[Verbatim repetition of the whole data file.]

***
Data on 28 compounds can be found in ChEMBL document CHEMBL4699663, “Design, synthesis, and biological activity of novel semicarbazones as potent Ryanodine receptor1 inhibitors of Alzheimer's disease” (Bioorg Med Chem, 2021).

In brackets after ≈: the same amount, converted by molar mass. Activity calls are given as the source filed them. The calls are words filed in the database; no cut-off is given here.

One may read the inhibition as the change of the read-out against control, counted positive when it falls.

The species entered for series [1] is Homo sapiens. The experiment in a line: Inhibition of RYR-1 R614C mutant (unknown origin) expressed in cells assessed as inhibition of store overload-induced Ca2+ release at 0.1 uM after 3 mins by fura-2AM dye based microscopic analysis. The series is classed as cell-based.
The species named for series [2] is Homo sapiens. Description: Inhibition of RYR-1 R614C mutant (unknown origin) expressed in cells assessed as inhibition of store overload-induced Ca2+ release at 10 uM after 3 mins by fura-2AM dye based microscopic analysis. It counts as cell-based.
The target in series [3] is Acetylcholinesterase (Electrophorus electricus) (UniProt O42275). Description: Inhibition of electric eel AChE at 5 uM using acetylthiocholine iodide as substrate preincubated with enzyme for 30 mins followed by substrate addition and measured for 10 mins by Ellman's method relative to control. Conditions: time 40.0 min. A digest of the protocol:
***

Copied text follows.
Data on 28 compounds can be found in ChEMBL document CHEMBL4699663, “Design, synthesis, and biological activity of novel semicarbazones as potent Ryanodine receptor1 inhibitors of Alzheimer's disease” (Bioorg Med Chem, 2021).

In brackets after ≈: the same amount, converted by molar mass. Activity calls are given as the source filed them. The calls are words filed in the database; no cut-off is given here.

One may read the inhibition as the change of the read-out against control, counted positive when it falls.

The species entered for series [1] is Homo sapiens. The experiment in a line: Inhibition of RYR-1 R614C mutant (unknown origin) expressed in cells assessed as inhibition of store overload-induced Ca2+ release at 0.1 uM after 3 mins by fura-2AM dye based microscopic analysis. The series is classed as cell-based.
The species named for series [2] is Homo sapiens. Description: Inhibition of RYR-1 R614C mutant (unknown origin) expressed in cells assessed as inhibition of store overload-induced Ca2+ release at 10 uM after 3 mins by fura-2AM dye based microscopic analysis. It counts as cell-based.
The target in series [3] is Acetylcholinesterase (Electrophorus electricus) (UniProt O42275). Description: Inhibition of electric eel AChE at 5 uM using acetylthiocholine iodide as substrate preincubated with enzyme for 30 mins followed by substrate addition and measured for 10 mins by Ellman's method relative to control. Conditions: time 40.0 min. A digest of the protocol: